History was made in October when a woman gave birth to twin babies created from the longest-frozen embryos in the world. Born October 31, 2022, the twins’ embryos were actually conceived in 1992. 30 years later, these embryos finally became living, breathing babies. This is their story.
Twin Babies Born From The Longest Frozen Embryos In History
There are many ways to have children if a couple are unable to conceive themselves. One of those ways is through embryo donation. This refers to the process of being artificially inseminated with embryos that have been frozen since their conception. The Ridgeway twins, born on Halloween of this year, are the result of just that. They are special, however, because they were not born from any frozen embryos, but rather, the longest-frozen embryos in the world. (1)
In 1992, an anonymous married couple was trying to conceive via in vitro fertilization. The husband was in his 50s and the couple used a 34-year-old egg donor. In this process, often there are embryos created that do not end up being used. In this case, there were five. These extra embryos went into storage on the west coast. They stayed there until 2007, when the original donors decided to give them to the National Embryo Donation Center in Knoxville, Tennessee. It was there that Philip and Rachel Ridgeway went when they heard about embryo donation.
Not Looking To Break Records
The Ridgeways were not looking or trying to break any records with the birth of their twins, Lydia and Timothy. Already with four naturally conceived children of their own, they simply felt called to have more when they first read about embryo donation.
“We’ve never had in our minds a set number of children we’d like to have,” Philip said. “We’ve always thought we’ll have as many as God wants to give us, and … when we heard about embryo adoption, we thought that’s something we would like to do.”
The couple says that they weren’t looking for the embryos that had been frozen the longest in the world, specifically. Rather, they just wanted the ones that had been waiting for the longest. They specifically asked the donation center about the category “special consideration”, meaning that for whatever reason, it had been difficult to find recipients for these embryos.
Next, they went through the database to pick their embryos. It doesn’t show how long the embryos had been frozen. Rather, the list focuses on the donors’ characteristics, such as ethnicity, age, height, weight, genetic and health history, education, and occupation. They often even include the donors’ favorite music and movies, and sometimes include a photo of the donor family, including any children that they might already have. The Ridgeways said they assumed those listed with earlier donor numbers had been there the longest and tried to narrow their selection down to those ones. They ended up choosing 30-year-old embryos.
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How It Works
Embryo freezing first starts by removing the eggs from the uterus and fertilizing them to create embryos. The scientists wait a few days and then freeze them. They use a process called vitrification, which replaces the water in the embryo cells with a protectant fluid. They then flash-freeze the embryos using liquid nitrogen to prevent the formation of ice crystals, which could damage the embryos’ cells. They are then stored and monitored in specific locations until there is a recipient available who wants to undergo insemination. Experts say they can be frozen pretty much indefinitely. (2)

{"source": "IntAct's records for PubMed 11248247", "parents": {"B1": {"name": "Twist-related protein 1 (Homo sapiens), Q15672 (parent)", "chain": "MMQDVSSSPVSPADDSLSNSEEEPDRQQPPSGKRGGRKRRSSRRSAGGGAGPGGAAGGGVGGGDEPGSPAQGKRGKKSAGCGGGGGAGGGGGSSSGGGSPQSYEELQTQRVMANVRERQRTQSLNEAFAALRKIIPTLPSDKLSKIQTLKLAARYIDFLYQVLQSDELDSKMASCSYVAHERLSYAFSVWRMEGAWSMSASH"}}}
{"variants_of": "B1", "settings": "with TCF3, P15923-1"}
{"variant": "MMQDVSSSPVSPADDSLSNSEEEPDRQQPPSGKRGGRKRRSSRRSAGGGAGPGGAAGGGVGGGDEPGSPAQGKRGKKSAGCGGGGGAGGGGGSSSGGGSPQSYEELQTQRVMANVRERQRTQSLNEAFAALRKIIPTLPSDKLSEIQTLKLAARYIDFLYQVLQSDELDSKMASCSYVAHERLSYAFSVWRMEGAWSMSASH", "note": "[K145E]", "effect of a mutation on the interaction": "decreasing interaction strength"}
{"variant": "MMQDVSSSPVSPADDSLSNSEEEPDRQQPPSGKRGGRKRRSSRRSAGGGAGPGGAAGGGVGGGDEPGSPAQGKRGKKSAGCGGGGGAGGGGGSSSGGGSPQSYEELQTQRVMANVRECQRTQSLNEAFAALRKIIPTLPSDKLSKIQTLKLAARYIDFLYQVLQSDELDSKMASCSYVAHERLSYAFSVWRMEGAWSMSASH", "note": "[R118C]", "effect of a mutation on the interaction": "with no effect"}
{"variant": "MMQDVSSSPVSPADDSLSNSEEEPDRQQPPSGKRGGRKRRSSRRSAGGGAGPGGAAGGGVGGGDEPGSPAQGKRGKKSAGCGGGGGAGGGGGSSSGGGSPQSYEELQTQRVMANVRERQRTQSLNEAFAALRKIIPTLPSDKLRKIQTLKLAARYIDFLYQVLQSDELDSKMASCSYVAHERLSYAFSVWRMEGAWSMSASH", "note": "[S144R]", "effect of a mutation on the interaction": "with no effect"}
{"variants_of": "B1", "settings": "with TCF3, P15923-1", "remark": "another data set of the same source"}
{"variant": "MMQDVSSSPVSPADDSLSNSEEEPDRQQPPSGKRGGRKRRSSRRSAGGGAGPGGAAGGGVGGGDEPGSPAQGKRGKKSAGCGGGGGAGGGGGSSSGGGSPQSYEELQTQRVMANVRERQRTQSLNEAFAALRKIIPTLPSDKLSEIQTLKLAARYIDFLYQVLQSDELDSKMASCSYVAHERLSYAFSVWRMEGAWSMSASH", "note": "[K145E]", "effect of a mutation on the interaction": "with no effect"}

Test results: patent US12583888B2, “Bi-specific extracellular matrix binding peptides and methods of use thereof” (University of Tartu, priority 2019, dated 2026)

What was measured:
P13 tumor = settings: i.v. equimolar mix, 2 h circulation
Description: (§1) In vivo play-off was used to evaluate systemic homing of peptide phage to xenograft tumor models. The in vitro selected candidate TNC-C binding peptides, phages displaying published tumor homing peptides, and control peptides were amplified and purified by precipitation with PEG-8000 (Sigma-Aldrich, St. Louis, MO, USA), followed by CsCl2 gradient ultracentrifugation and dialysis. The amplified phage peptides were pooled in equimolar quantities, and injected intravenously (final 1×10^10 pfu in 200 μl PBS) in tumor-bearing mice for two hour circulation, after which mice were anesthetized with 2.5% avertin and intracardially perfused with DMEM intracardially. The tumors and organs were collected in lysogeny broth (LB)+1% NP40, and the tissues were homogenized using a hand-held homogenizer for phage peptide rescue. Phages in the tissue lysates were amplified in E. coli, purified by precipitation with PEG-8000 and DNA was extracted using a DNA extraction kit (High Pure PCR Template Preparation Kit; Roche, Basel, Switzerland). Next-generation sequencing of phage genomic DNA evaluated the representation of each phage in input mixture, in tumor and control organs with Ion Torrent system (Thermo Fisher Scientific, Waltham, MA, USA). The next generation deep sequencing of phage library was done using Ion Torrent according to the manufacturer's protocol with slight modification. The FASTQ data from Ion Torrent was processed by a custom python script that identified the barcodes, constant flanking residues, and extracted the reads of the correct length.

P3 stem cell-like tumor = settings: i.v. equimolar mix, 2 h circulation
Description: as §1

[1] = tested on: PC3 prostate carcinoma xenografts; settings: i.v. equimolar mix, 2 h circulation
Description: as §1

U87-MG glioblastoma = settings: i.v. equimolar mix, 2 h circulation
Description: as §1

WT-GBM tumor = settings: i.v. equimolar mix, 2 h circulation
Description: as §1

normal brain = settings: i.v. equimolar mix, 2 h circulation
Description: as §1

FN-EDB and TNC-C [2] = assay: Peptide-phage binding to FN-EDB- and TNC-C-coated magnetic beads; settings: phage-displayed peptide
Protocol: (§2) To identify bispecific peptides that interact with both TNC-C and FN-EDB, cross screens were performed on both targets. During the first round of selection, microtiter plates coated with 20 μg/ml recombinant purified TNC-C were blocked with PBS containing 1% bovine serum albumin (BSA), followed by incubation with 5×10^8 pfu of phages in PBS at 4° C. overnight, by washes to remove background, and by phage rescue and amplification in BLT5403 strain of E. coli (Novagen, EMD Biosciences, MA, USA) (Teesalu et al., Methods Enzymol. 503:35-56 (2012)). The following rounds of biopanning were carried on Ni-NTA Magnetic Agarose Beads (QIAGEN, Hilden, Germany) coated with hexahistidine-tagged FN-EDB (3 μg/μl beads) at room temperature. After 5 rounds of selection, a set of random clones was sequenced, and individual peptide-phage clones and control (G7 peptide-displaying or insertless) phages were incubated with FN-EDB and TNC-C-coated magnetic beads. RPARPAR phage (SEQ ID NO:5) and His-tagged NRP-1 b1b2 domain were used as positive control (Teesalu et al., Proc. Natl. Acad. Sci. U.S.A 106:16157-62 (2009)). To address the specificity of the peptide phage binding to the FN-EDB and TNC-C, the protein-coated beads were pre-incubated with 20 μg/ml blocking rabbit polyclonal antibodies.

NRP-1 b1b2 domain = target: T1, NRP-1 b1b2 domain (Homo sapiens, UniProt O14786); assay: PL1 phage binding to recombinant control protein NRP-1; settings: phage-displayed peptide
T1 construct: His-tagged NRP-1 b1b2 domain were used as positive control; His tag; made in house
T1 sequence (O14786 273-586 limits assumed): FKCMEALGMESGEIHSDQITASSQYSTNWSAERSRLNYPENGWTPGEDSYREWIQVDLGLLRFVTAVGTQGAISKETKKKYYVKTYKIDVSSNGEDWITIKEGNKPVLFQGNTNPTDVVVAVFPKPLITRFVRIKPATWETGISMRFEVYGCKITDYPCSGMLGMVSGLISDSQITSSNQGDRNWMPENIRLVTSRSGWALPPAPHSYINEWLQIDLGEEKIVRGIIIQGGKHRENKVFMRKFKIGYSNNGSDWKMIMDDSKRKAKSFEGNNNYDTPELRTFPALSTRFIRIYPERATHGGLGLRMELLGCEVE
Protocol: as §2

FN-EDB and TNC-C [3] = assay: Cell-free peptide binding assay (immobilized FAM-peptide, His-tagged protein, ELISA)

“If you’re frozen at nearly 200 degrees below zero, I mean, the biological processes essentially slow down to almost nothing. And so perhaps the difference between being frozen for a week, a month, a year, a decade, two decades, it doesn’t really matter,” said the Ridgeway’s doctor James Gordon.
When there is a recipient ready, the embryos are thawed and the female is inseminated. This can be the donor couple or someone else. After that, it is a waiting game to see if the embryo or embryos are successful.
Embryo Donation, Not Adoption
Often you will hear people referring to this process familiarly as embryo adoption. Experts, however, say that this is a misnomer. Adoption, they say, is reserved for when a family relationship between a child and parent or parents is established that didn’t exist before. This child occurs after that child is already born. This is why it is called embryo donation – because the embryo is transferred into the body of the parent who then grows and gives birth to that child.
“Adoption refers to living children,” Dr. Sigal Klipstein, a Chicago-based fertility specialist and chair of the American Society of Reproductive Medicine’s ethics committee. “It’s a legal process by which a parent-child relationship is created when it did not previously exist… (embryo donation is) a way by which we take embryos from one couple or individual and then transfer them into another individual in order to build families.”
A Happy Ending
Of the five oldest embryos that the Ridgeway family picked, three of them were viable when thawed. Doctors suggested to them that they only insert two, because the chances of having multiples, and therefore complications, gets much higher. Rachel, however, said that once she saw the photos of each of the three embryos, she knew she had to try all three. Two of those embryos were successful, and nine months later she gave birth to healthy twins Lydia and Timothy. (3)
“There is something mind-boggling about it,” Philip Ridgeway told CNN. “I was 5 years old when God gave life to Lydia and Timothy, and he’s been preserving that life ever since.”
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